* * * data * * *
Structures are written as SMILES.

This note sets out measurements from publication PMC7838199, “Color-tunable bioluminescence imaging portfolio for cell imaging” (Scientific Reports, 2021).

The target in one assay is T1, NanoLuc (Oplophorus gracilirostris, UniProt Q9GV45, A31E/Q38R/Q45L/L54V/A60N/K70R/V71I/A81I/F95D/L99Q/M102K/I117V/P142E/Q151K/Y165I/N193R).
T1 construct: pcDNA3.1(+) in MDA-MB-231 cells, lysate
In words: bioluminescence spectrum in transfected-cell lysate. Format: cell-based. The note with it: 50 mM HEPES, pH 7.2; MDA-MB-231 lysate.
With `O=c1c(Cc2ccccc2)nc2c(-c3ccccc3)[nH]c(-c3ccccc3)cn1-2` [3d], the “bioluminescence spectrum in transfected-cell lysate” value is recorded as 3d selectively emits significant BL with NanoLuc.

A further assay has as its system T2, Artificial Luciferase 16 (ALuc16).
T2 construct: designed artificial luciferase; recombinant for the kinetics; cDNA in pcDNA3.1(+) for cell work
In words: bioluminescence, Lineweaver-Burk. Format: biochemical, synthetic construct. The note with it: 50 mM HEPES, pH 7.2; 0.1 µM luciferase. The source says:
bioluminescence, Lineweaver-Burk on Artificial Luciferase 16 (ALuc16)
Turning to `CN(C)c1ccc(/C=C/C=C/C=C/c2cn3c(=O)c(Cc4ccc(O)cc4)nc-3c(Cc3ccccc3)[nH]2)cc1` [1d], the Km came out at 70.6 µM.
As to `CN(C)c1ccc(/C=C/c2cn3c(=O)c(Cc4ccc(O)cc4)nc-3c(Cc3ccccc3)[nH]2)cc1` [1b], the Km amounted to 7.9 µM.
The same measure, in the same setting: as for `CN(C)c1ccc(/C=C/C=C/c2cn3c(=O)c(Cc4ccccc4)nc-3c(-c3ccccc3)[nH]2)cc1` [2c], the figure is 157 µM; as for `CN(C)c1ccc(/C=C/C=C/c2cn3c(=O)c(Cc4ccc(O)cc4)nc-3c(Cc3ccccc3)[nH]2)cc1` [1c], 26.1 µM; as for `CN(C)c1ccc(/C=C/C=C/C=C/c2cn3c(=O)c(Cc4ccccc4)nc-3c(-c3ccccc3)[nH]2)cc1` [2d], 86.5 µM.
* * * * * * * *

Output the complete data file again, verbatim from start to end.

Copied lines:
Structures are written as SMILES.

This note sets out measurements from publication PMC7838199, “Color-tunable bioluminescence imaging portfolio for cell imaging” (Scientific Reports, 2021).

The target in one assay is T1, NanoLuc (Oplophorus gracilirostris, UniProt Q9GV45, A31E/Q38R/Q45L/L54V/A60N/K70R/V71I/A81I/F95D/L99Q/M102K/I117V/P142E/Q151K/Y165I/N193R).
T1 construct: pcDNA3.1(+) in MDA-MB-231 cells, lysate
In words: bioluminescence spectrum in transfected-cell lysate. Format: cell-based. The note with it: 50 mM HEPES, pH 7.2; MDA-MB-231 lysate.
With `O=c1c(Cc2ccccc2)nc2c(-c3ccccc3)[nH]c(-c3ccccc3)cn1-2` [3d], the “bioluminescence spectrum in transfected-cell lysate” value is recorded as 3d selectively emits significant BL with NanoLuc.

A further assay has as its system T2, Artificial Luciferase 16 (ALuc16).
T2 construct: designed artificial luciferase; recombinant for the kinetics; cDNA in pcDNA3.1(+) for cell work
In words: bioluminescence, Lineweaver-Burk. Format: biochemical, synthetic construct. The note with it: 50 mM HEPES, pH 7.2; 0.1 µM luciferase. The source says:
bioluminescence, Lineweaver-Burk on Artificial Luciferase 16 (ALuc16)
Turning to `CN(C)c1ccc(/C=C/C=C/C=C/c2cn3c(=O)c(Cc4ccc(O)cc4)nc-3c(Cc3ccccc3)[nH]2)cc1` [1d], the Km came out at 70.6 µM.
As to `CN(C)c1ccc(/C=C/c2cn3c(=O)c(Cc4ccc(O)cc4)nc-3c(Cc3ccccc3)[nH]2)cc1` [1b], the Km amounted to 7.9 µM.
The same measure, in the same setting: as for `CN(C)c1ccc(/C=C/C=C/c2cn3c(=O)c(Cc4ccccc4)nc-3c(-c3ccccc3)[nH]2)cc1` [2c], the figure is 157 µM; as for `CN(C)c1ccc(/C=C/C=C/c2cn3c(=O)c(Cc4ccc(O)cc4)nc-3c(Cc3ccccc3)[nH]2)cc1` [1c], 26.1 µM; as for `CN(C)c1ccc(/C=C/C=C/C=C/c2cn3c(=O)c(Cc4ccccc4)nc-3c(-c3ccccc3)[nH]2)cc1` [2d], 86.5 µM.